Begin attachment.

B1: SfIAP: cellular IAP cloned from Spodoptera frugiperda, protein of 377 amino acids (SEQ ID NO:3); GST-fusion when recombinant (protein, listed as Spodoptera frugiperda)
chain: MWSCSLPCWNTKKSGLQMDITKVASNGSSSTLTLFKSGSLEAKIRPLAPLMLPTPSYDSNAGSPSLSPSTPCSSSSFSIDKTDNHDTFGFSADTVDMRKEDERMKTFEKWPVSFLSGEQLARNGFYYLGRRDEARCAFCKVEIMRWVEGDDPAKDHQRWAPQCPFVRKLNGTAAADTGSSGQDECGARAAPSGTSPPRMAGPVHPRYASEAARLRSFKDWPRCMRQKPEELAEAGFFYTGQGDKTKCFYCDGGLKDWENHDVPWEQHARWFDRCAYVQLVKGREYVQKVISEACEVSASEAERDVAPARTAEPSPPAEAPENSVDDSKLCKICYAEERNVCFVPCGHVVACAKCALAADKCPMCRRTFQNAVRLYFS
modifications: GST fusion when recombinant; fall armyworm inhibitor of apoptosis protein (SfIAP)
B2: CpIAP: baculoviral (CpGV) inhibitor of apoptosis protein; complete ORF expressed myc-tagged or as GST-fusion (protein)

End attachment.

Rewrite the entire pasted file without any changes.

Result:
B1: SfIAP: cellular IAP cloned from Spodoptera frugiperda, protein of 377 amino acids (SEQ ID NO:3); GST-fusion when recombinant (protein, listed as Spodoptera frugiperda)
chain: MWSCSLPCWNTKKSGLQMDITKVASNGSSSTLTLFKSGSLEAKIRPLAPLMLPTPSYDSNAGSPSLSPSTPCSSSSFSIDKTDNHDTFGFSADTVDMRKEDERMKTFEKWPVSFLSGEQLARNGFYYLGRRDEARCAFCKVEIMRWVEGDDPAKDHQRWAPQCPFVRKLNGTAAADTGSSGQDECGARAAPSGTSPPRMAGPVHPRYASEAARLRSFKDWPRCMRQKPEELAEAGFFYTGQGDKTKCFYCDGGLKDWENHDVPWEQHARWFDRCAYVQLVKGREYVQKVISEACEVSASEAERDVAPARTAEPSPPAEAPENSVDDSKLCKICYAEERNVCFVPCGHVVACAKCALAADKCPMCRRTFQNAVRLYFS
modifications: GST fusion when recombinant; fall armyworm inhibitor of apoptosis protein (SfIAP)
B2: CpIAP: baculoviral (CpGV) inhibitor of apoptosis protein; complete ORF expressed myc-tagged or as GST-fusion (protein)